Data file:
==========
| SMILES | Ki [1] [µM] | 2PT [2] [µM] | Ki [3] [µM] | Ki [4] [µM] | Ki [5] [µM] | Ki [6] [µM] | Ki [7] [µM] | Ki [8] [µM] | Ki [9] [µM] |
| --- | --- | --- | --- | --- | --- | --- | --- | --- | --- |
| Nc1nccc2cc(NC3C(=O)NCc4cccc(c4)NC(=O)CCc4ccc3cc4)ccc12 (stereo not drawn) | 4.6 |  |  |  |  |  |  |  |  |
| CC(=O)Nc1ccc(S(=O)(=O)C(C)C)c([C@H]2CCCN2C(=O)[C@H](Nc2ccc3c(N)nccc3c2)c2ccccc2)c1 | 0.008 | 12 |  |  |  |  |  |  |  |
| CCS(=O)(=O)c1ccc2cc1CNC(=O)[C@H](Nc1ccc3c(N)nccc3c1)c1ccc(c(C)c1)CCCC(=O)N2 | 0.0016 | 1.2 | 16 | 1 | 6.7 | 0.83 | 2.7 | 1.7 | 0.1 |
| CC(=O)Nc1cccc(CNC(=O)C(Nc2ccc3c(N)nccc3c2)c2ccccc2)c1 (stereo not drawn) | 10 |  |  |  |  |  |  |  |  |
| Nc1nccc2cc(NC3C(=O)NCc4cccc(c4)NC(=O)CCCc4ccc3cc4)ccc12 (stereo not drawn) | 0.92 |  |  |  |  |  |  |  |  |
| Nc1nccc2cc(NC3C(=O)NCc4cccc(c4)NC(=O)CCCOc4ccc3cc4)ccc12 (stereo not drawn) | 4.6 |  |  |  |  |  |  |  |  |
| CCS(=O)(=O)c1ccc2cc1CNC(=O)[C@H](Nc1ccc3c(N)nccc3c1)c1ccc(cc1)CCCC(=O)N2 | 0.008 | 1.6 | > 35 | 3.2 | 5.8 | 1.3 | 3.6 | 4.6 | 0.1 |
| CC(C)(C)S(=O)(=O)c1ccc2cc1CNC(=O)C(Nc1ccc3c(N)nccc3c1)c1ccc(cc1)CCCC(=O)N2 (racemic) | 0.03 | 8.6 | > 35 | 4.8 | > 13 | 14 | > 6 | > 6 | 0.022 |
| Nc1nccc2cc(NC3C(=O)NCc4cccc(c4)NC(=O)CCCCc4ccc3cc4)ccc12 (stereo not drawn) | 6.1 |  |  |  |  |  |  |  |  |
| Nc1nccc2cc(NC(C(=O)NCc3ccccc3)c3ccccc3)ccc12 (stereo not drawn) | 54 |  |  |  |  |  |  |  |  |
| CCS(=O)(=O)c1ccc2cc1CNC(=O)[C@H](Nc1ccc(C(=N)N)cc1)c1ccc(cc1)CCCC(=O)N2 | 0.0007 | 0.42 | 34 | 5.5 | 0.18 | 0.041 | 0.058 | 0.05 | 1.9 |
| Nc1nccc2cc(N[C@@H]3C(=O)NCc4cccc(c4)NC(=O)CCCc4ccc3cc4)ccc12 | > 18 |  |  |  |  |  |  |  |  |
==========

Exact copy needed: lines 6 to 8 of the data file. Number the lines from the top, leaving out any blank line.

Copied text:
| CC(=O)Nc1cccc(CNC(=O)C(Nc2ccc3c(N)nccc3c2)c2ccccc2)c1 (stereo not drawn) | 10 |  |  |  |  |  |  |  |  |
| Nc1nccc2cc(NC3C(=O)NCc4cccc(c4)NC(=O)CCCc4ccc3cc4)ccc12 (stereo not drawn) | 0.92 |  |  |  |  |  |  |  |  |
| Nc1nccc2cc(NC3C(=O)NCc4cccc(c4)NC(=O)CCCOc4ccc3cc4)ccc12 (stereo not drawn) | 4.6 |  |  |  |  |  |  |  |  |